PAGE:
From College Student to Climate Scientist: Junior Anneka Williams' Alaskan Summer

By Rebecca Goldfine
In Alaska's Arctic tundra, Anneka Williams ’21 faced "the steepest learning curve" of her life.
Anneka Williams in the field, in the Arctic Tundra
Anneka Williams ’21 doing research at a field site in the Arctic tundra

She had just three weeks to come up with a question—one with no known solution—about the environment around her, then determine the answer by designing a logical experiment that would produce reliable data.

"The faculty asked, 'What are you wondering about this place? What are you curious about?'" Williams said.

"I've never been asked to come up with a [scientific] question before," she added. "As students, we're so used to providing answers." In this case, she would have to do both.

Despite the restricted time, and the imperative to absorb a lot of new information quickly, Williams succeeded. She'll be presenting her findings at the American Geophysical Union Conference in San Francisco this December, along with several other researchers who traveled to Alaska with her on this unique trip.

Williams was one of nine undergraduates who participated in a selective seasonal program called the Polaris Project, funded by the National Science Foundation (NSF) and run by Woods Hole Research Center in Massachusetts. The NSF covers all the participants' travel costs and provides a stipend to the students.

Each summer, the Polaris Project pulls together a team of scientists—both those just starting out in their careers, like Williams, as well as graduate students and faculty—to do research in the Arctic. Williams' group traveled by commercial plane, and then by float plane, to a remote field site in the Yukon-Kuskokwim Delta.

Several experienced scientists join each trip, but not to seek support for their research agendas. Rather, they serve more as mentors for the students, who are asked to discover something new about the environment they're in and the many ways it is changing. 

"The Polaris Project," according to its website, "tackles one of humanity’s greatest challenges—global climate change—in one of Earth’s most remote and vulnerable environments: the Arctic." It focuses on bright young people to help put them "on trajectories to solve the most pressing scientific and societal challenges."

Throughout the five-week trip (three in Alaska, two back at the lab in Massachusetts), Williams heard the message that she is the future of science, so why not start now? "All the undergraduates and I had this funny moment of realization," she recalled, "that there was so much invested in us." She added that while they were "incredibly grateful" they also felt daunted by the responsibility and the expectations.

Anneka Williams: Two influential Bowdoin classes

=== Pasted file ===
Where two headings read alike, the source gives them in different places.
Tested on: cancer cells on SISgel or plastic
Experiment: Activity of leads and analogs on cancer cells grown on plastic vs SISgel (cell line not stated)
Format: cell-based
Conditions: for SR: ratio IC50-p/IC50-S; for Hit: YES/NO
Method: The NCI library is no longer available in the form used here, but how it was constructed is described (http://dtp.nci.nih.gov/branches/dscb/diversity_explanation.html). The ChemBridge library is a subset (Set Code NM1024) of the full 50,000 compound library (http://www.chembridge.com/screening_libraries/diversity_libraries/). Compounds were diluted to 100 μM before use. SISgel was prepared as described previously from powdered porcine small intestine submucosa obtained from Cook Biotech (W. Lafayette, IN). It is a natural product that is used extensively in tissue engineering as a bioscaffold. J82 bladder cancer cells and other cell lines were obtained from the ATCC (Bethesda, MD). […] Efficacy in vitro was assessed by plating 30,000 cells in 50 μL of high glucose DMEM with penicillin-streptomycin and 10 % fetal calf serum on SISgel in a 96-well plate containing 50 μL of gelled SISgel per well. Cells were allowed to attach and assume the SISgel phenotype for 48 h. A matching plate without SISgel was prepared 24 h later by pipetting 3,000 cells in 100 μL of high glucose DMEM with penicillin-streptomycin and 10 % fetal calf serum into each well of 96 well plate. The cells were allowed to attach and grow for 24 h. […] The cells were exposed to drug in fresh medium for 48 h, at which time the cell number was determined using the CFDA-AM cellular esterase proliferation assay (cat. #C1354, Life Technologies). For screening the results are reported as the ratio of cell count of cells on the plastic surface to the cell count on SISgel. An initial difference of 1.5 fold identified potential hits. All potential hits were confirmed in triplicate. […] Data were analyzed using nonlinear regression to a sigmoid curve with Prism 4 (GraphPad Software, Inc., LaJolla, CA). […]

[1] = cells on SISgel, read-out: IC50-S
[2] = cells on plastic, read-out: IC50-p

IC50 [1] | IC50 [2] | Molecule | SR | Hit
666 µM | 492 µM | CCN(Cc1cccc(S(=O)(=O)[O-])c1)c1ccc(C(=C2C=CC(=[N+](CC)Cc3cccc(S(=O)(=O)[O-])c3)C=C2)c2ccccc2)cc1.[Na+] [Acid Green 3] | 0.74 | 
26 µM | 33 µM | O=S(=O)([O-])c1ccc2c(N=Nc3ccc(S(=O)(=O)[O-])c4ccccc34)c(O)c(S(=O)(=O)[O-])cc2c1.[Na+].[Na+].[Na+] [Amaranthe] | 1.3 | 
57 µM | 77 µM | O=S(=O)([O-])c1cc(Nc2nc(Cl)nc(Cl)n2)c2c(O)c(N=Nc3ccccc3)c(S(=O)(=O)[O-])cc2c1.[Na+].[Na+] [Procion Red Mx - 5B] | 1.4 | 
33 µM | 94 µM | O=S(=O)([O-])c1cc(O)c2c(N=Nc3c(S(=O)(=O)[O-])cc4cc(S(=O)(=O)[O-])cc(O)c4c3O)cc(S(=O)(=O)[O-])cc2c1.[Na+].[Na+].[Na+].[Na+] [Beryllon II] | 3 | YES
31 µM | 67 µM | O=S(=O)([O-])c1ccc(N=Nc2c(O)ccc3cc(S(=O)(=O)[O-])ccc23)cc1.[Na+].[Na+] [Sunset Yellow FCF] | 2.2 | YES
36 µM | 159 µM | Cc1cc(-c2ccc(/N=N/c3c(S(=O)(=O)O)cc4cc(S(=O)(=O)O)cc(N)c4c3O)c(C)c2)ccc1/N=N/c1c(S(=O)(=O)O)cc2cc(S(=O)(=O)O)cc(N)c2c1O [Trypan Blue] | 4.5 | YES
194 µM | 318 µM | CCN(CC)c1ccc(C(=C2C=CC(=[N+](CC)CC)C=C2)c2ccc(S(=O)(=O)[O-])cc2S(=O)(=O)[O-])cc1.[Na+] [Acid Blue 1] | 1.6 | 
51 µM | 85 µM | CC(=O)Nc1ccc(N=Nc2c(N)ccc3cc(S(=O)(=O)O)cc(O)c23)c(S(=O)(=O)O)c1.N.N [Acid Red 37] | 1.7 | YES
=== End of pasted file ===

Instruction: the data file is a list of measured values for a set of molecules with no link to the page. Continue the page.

Earth, Ocean, and Society, Spring 2019, with Associate Professor of Earth and Oceanographic Sciences Emily Peterman. "I thought that was really good because it was interdisciplinary. We talked about earth's resources, how they form from an earth sciences perspective, and also about their geopolitical standing." 

Human Being and Citizen, Fall 2017, with Professor of Government and Legal Studies Paul Franco. "That was a political philosophy class where we thought about what it means to be a human being and a citizen. It's a class I think about a lot."

Anneka Williams doing research in the Arctic tundra, holding a sample

Under that pressure, in a landscape of "cracking earth, soft moss, and numerous lakes," Williams set out to answer this mystery: How are wildfires in the Arctic impacting plant-mediated methane flux in Arctic wetlands? Or, in more basic terms, how is the increasing incidence of Arctic wildfires—which are being driven by climate change—affecting the release of methane by plants?

Methane is a potent greenhouse gas, stronger than carbon dioxide. But no one has looked at long-term changes in the emission of methane from fire-damaged areas of the Arctic.

By comparing soils and plants in an untouched area with one that had burned in a wildfire in 2015, Williams found that the burnt area is emitting more methane than the unburned area, even four years later. "It's a previously unrecognized positive feedback loop," she said, meaning, unfortunately, that effects from climate change are contributing to and worsening the crisis.

Inspired by her summer work, Williams is taking a plant physiology class this semester to learn more about the processes behind the phenomenon she discovered. Ideally, she said she'd love to return to the Polaris Project next summer to continue collecting data that could support a yearlong honors project at Bowdoin.

A biology major and an earth and oceanographic science minor, Williams wants to pursue a PhD in earth science. But she does not want to cloister herself in a far-off spot in a lab, publishing scientific papers that will be too technical to appeal to nonscientists. She envisions having a broader reach.

"I don't want to just be the person who identifies a problem and stops there, or to be the person who suggests solutions but doesn't fully understand the problem," she said. "If I identify an issue, I would also love to identify a solution—and be part of the storytelling process."